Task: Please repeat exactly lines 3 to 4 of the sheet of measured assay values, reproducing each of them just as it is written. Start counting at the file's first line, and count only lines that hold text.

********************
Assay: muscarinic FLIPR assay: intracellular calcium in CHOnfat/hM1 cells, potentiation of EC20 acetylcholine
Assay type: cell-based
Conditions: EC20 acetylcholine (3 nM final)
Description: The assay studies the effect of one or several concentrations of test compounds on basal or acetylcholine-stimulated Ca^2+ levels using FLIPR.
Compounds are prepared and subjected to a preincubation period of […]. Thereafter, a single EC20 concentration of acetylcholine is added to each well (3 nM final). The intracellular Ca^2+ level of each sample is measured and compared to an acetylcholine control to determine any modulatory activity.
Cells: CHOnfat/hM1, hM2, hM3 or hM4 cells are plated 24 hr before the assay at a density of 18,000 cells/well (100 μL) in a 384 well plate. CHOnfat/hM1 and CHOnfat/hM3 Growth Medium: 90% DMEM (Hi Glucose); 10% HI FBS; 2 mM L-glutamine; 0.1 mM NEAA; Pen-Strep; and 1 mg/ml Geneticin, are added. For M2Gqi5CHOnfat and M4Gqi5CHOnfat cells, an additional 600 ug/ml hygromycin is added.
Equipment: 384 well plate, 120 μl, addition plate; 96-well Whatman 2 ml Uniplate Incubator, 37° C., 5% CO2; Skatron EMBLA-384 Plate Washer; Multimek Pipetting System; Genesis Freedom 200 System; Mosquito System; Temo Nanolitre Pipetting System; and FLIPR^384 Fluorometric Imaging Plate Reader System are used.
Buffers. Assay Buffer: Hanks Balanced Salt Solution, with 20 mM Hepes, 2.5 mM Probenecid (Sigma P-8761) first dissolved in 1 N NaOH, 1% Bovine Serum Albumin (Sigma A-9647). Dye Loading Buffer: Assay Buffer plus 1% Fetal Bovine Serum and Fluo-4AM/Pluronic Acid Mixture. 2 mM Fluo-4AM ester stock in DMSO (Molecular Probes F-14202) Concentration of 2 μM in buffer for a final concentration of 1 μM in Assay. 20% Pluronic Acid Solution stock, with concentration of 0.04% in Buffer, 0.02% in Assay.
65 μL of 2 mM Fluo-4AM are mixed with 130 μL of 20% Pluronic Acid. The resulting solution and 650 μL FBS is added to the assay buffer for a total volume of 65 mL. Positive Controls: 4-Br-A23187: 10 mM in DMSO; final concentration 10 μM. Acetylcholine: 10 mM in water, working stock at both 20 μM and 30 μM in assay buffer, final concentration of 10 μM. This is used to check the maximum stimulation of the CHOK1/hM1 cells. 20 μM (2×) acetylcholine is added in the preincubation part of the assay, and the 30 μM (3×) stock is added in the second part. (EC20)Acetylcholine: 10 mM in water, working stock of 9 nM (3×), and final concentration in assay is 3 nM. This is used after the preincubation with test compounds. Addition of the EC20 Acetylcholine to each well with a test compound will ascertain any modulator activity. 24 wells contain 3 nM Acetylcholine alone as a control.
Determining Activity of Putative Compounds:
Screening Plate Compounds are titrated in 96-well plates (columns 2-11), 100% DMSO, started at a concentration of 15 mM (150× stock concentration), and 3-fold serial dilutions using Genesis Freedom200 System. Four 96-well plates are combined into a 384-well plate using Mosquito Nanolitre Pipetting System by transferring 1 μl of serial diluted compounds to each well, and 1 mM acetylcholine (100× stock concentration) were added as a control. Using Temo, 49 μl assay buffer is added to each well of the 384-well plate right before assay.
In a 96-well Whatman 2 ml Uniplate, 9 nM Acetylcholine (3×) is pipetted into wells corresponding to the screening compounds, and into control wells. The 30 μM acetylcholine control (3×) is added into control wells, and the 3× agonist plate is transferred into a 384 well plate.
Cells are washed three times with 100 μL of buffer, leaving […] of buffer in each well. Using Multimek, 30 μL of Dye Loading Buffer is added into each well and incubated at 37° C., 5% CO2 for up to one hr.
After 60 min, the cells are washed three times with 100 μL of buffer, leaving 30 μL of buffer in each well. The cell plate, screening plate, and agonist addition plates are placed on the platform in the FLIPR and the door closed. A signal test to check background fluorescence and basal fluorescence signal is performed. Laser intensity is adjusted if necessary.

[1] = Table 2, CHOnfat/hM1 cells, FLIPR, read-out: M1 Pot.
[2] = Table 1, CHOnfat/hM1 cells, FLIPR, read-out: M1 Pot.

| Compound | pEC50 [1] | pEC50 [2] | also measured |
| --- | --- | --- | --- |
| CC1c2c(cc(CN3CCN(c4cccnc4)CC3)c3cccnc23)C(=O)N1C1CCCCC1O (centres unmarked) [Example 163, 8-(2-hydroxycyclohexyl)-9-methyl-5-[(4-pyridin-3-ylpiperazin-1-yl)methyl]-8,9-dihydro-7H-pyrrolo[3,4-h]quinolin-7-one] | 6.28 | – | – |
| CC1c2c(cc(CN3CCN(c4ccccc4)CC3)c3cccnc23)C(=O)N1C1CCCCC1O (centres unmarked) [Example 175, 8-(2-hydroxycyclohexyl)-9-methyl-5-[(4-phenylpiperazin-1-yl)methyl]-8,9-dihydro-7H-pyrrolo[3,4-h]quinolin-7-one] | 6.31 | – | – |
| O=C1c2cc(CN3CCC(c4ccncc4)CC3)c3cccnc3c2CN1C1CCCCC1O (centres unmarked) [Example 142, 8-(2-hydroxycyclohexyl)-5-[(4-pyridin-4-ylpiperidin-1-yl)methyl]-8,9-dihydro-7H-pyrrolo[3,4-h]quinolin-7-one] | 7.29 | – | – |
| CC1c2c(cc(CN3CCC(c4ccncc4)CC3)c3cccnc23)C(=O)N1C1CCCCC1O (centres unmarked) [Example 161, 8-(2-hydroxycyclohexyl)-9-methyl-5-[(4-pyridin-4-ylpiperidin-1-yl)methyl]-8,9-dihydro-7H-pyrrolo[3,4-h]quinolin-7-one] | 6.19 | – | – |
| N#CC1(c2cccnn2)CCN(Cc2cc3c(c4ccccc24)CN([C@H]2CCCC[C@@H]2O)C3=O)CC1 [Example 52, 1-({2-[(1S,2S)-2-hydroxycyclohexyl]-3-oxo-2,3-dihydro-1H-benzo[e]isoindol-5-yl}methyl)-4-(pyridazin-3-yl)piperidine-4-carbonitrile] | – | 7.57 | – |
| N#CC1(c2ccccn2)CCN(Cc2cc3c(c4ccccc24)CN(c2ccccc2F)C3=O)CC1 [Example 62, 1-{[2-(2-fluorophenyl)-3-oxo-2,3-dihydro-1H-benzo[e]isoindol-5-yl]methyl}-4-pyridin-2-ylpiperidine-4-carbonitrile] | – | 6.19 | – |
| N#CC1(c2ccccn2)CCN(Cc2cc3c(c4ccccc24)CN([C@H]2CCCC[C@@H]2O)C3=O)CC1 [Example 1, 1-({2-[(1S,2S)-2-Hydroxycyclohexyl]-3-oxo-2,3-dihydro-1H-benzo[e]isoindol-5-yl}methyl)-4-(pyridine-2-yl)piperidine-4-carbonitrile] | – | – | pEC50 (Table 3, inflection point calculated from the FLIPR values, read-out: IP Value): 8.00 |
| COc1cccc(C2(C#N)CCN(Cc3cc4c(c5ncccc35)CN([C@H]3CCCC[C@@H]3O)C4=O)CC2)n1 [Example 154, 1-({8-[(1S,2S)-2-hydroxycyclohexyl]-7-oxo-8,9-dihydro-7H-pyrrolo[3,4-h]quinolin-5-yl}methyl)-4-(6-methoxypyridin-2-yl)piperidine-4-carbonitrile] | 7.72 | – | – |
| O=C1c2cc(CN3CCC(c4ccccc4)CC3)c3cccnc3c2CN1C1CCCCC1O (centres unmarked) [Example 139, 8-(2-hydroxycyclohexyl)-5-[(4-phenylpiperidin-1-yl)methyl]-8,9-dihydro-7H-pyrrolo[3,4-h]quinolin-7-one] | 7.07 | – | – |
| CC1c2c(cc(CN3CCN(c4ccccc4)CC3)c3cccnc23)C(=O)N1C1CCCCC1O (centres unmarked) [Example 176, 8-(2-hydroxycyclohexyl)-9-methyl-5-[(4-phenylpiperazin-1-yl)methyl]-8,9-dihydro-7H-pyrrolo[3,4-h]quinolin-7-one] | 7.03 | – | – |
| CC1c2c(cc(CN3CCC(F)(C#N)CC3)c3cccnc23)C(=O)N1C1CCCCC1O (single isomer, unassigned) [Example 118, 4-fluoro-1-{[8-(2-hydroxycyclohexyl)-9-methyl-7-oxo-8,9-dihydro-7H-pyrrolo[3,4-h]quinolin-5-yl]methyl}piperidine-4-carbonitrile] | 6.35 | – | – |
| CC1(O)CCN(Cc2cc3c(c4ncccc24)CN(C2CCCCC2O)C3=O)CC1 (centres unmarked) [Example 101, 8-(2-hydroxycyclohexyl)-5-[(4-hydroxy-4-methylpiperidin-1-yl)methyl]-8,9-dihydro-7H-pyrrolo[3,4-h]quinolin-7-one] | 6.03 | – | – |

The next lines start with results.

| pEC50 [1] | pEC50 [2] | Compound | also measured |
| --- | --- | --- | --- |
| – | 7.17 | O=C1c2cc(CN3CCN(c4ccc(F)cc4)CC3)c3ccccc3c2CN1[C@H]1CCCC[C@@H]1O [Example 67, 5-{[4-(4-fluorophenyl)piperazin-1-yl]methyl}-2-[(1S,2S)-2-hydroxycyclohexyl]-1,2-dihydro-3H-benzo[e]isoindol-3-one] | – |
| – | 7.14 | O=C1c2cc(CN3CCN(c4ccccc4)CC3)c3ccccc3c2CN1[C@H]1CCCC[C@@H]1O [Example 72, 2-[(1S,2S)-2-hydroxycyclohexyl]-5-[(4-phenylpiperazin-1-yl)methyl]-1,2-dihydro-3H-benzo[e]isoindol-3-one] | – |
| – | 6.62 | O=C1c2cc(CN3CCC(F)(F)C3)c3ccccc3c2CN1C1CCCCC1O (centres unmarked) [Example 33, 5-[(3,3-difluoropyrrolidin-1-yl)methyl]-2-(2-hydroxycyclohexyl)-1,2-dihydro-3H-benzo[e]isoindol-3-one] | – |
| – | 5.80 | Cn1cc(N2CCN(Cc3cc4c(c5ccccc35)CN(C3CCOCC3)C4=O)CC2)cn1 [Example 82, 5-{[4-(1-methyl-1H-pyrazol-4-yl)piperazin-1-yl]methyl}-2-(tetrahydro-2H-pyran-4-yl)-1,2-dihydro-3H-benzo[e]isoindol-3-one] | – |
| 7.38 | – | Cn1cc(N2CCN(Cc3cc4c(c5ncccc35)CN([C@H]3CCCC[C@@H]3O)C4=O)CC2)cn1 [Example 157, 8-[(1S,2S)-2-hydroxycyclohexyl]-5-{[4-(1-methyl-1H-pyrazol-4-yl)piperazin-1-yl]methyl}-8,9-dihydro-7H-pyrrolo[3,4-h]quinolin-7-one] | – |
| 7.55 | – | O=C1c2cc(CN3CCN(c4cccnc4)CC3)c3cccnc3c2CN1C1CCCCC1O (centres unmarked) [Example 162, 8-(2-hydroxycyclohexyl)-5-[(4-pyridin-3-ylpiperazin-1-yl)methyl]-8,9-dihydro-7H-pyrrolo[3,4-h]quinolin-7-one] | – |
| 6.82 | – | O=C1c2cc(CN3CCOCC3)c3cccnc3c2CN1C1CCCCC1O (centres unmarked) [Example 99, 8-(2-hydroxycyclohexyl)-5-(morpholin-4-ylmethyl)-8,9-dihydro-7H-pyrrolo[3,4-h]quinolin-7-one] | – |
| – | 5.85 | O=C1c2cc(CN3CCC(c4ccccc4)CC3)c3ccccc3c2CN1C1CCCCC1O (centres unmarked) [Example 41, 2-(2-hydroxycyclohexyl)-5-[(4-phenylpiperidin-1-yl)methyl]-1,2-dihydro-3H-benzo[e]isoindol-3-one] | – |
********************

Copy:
Conditions: EC20 acetylcholine (3 nM final)
Description: The assay studies the effect of one or several concentrations of test compounds on basal or acetylcholine-stimulated Ca^2+ levels using FLIPR.